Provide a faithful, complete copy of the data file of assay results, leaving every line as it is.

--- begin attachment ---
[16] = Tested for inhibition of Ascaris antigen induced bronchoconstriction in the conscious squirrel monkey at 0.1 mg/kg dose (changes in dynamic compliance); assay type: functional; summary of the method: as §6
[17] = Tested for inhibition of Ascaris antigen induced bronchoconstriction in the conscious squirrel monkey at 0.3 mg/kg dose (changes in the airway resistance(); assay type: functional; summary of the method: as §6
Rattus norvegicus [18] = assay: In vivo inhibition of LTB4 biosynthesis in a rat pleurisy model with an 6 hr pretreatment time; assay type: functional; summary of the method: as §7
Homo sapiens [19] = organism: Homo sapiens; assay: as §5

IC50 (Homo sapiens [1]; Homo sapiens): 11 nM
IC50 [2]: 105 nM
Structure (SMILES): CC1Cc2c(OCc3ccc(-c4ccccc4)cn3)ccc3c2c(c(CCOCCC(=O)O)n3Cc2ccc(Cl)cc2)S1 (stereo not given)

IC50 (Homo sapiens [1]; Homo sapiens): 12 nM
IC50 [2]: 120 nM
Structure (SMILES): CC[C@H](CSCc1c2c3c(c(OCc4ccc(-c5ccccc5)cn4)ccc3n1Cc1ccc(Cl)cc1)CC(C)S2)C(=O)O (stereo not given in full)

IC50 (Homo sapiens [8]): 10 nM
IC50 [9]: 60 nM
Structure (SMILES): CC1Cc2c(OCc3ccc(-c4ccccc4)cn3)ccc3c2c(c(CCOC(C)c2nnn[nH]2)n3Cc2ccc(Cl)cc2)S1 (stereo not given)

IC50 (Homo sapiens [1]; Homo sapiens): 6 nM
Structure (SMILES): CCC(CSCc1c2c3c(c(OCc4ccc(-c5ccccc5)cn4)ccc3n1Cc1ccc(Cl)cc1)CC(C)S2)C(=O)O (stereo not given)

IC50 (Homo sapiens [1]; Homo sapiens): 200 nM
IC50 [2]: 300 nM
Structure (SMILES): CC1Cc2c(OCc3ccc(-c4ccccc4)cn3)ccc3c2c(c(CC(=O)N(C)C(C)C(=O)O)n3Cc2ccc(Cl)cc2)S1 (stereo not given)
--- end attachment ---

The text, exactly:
[16] = Tested for inhibition of Ascaris antigen induced bronchoconstriction in the conscious squirrel monkey at 0.1 mg/kg dose (changes in dynamic compliance); assay type: functional; summary of the method: as §6
[17] = Tested for inhibition of Ascaris antigen induced bronchoconstriction in the conscious squirrel monkey at 0.3 mg/kg dose (changes in the airway resistance(); assay type: functional; summary of the method: as §6
Rattus norvegicus [18] = assay: In vivo inhibition of LTB4 biosynthesis in a rat pleurisy model with an 6 hr pretreatment time; assay type: functional; summary of the method: as §7
Homo sapiens [19] = organism: Homo sapiens; assay: as §5

IC50 (Homo sapiens [1]; Homo sapiens): 11 nM
IC50 [2]: 105 nM
Structure (SMILES): CC1Cc2c(OCc3ccc(-c4ccccc4)cn3)ccc3c2c(c(CCOCCC(=O)O)n3Cc2ccc(Cl)cc2)S1 (stereo not given)

IC50 (Homo sapiens [1]; Homo sapiens): 12 nM
IC50 [2]: 120 nM
Structure (SMILES): CC[C@H](CSCc1c2c3c(c(OCc4ccc(-c5ccccc5)cn4)ccc3n1Cc1ccc(Cl)cc1)CC(C)S2)C(=O)O (stereo not given in full)

IC50 (Homo sapiens [8]): 10 nM
IC50 [9]: 60 nM
Structure (SMILES): CC1Cc2c(OCc3ccc(-c4ccccc4)cn3)ccc3c2c(c(CCOC(C)c2nnn[nH]2)n3Cc2ccc(Cl)cc2)S1 (stereo not given)

IC50 (Homo sapiens [1]; Homo sapiens): 6 nM
Structure (SMILES): CCC(CSCc1c2c3c(c(OCc4ccc(-c5ccccc5)cn4)ccc3n1Cc1ccc(Cl)cc1)CC(C)S2)C(=O)O (stereo not given)

IC50 (Homo sapiens [1]; Homo sapiens): 200 nM
IC50 [2]: 300 nM
Structure (SMILES): CC1Cc2c(OCc3ccc(-c4ccccc4)cn3)ccc3c2c(c(CC(=O)N(C)C(C)C(=O)O)n3Cc2ccc(Cl)cc2)S1 (stereo not given)